Whether you’re selling something as simple as t-shirts or something as complex as automation software, every sale is the product of a buyer journey that takes users from interested prospects to paying customers.
From the point they realize they have a problem that needs to be solved to the time they’re pulling out their credit card to solve it, every buyer’s journey is filled with unique touch points and opportunities to show your prospects why you’re the best choice for their needs.
Your job as a marketer and/or entrepreneur is to figure out what those touch points are and what your customer needs at every stage in their journey to encourage them to purchase from you and not a competitor.
Here are some key stats as to why focusing on the customer behavior, experience, and needs are important:
- 76% of customers expect companies to understand their needs.
- More than 80% of companies who prioritize customer experience are reporting an increase in revenue.
- Customers will spend 17% more for a good experience.
- Customer-centric companies are 60% more profitable than companies that aren’t.
Let’s look at some tactical activities and tips you can start using today to map out your buyer journey that aligns with your business objectives.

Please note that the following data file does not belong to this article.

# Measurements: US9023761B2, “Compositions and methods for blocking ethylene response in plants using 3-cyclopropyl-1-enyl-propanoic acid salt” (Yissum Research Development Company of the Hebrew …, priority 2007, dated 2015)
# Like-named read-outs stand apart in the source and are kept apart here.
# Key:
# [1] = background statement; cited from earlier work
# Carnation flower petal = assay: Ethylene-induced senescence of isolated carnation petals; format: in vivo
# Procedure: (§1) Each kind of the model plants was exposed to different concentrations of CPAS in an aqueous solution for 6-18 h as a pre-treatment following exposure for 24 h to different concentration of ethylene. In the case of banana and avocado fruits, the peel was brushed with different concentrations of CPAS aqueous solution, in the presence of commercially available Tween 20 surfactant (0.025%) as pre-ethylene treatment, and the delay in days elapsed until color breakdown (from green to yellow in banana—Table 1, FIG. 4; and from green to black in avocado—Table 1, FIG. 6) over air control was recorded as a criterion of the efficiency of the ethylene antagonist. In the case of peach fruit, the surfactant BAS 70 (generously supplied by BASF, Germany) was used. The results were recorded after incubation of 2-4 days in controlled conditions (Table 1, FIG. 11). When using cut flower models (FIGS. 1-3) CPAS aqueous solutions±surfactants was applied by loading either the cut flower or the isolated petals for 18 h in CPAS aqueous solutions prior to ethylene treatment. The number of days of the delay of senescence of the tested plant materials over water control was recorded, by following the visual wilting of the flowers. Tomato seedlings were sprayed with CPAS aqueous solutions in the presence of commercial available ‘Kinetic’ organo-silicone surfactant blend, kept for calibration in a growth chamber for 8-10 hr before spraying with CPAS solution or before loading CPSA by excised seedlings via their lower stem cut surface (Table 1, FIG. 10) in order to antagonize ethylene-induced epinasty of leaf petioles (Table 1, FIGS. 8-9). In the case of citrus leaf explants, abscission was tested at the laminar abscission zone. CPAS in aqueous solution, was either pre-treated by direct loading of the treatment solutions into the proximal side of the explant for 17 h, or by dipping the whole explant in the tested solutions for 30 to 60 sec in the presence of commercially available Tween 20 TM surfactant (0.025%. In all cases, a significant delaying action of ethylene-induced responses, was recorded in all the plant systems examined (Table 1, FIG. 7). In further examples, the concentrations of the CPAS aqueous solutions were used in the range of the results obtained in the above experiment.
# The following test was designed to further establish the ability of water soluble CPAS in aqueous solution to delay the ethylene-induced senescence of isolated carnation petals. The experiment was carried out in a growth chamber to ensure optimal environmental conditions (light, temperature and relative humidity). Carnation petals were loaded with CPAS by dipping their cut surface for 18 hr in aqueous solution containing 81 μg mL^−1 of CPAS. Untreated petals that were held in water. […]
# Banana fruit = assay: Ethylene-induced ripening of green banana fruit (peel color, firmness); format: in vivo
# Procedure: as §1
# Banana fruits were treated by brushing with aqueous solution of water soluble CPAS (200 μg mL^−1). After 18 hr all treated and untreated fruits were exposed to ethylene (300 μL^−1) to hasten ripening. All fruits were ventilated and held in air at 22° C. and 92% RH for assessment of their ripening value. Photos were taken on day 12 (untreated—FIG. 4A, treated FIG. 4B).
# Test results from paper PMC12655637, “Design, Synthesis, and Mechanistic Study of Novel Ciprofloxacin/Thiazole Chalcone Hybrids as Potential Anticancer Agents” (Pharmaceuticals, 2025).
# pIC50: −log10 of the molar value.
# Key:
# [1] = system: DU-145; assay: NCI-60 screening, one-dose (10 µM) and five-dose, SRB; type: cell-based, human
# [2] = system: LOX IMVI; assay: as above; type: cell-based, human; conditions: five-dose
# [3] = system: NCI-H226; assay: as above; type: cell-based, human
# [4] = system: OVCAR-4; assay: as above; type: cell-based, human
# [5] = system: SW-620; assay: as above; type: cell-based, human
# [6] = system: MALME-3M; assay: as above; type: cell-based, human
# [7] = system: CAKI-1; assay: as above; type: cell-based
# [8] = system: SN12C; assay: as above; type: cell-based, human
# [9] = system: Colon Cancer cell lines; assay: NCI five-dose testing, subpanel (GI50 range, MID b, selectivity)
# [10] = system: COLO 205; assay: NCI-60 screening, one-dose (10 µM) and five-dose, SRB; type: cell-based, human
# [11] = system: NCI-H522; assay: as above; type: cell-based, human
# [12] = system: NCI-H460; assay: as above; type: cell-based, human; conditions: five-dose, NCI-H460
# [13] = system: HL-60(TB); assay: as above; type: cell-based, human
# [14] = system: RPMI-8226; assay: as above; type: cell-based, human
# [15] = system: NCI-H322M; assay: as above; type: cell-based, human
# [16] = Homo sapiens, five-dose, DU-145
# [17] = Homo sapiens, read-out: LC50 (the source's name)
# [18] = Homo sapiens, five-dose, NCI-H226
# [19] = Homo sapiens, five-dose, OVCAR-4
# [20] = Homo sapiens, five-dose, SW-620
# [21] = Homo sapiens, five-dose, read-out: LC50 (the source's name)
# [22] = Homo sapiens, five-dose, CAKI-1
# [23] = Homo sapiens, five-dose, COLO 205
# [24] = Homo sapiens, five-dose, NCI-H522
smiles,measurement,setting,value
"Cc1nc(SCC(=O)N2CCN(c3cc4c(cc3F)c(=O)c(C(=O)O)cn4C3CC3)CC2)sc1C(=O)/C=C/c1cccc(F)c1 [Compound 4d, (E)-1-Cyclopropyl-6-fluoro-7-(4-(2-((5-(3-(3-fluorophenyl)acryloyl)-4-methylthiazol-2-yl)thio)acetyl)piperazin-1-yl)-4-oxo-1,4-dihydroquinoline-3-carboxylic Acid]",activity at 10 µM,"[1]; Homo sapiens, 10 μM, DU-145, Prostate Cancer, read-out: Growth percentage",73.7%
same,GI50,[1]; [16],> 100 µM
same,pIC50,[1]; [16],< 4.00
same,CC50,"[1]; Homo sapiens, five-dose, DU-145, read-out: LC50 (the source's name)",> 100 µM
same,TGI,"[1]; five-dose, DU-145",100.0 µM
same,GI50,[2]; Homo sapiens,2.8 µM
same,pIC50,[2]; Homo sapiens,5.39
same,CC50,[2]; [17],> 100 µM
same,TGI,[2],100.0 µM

Defining the Buyer’s Journey
If you’re looking for a technical definition, the buyer’s journey refers to the steps a person takes to solve a problem that results in purchasing a product or service.
Here’s a simple example:
You move from Florida to Alaska and find your lightweight jacket isn’t enough. You start researching online for the best types of coats or jackets that will keep you warm. Google suggests a longer parka versus your sheet-thin warmup jacket you wear to the gym. You start looking for stores that sell parkas, preferably ones in your local town so you can try them on and test them against the cold. Finally, you find the perfect parka and make the purchase.
Sounds pretty straightforward, right?
A traditional customer journey maps includes four stages: Awareness, Consideration, Decision/Purchase, and Retention.
Mapping this journey gives you a visual idea of these steps. As your buyer moves from one step to the next, your goal is to figure out what friction they experience that may prevent them from moving to the next step. Once you discover their roadblocks, your next priority becomes adding value to them at that particular moment.
How to Create a Customer Journey Map that Works
The concept of a customer journey is simple enough, but putting it on paper can be challenging. In most cases, your customer journey doesn’t flow straight down your sales funnel. There’s a lot of back-and-forth, especially in an omnichannel sales environment. And even though most of the customer journey is now buyer-led rather than salesperson-guided, buying cycles are getting longer and more complex.
People are using more sources and taking more time to research and evaluate their purchases. This makes it more challenging for marketers because they have more pain points to discover and more points of friction to dissolve to keep buyers moving toward a purchase.
Still, it’s hard to argue with the fact that mapping out the buyer’s journey is invaluable to your sales and marketing strategy. Here’s how I approach the buyer’s journey from a visual perspective:
Create Your Buyer Personas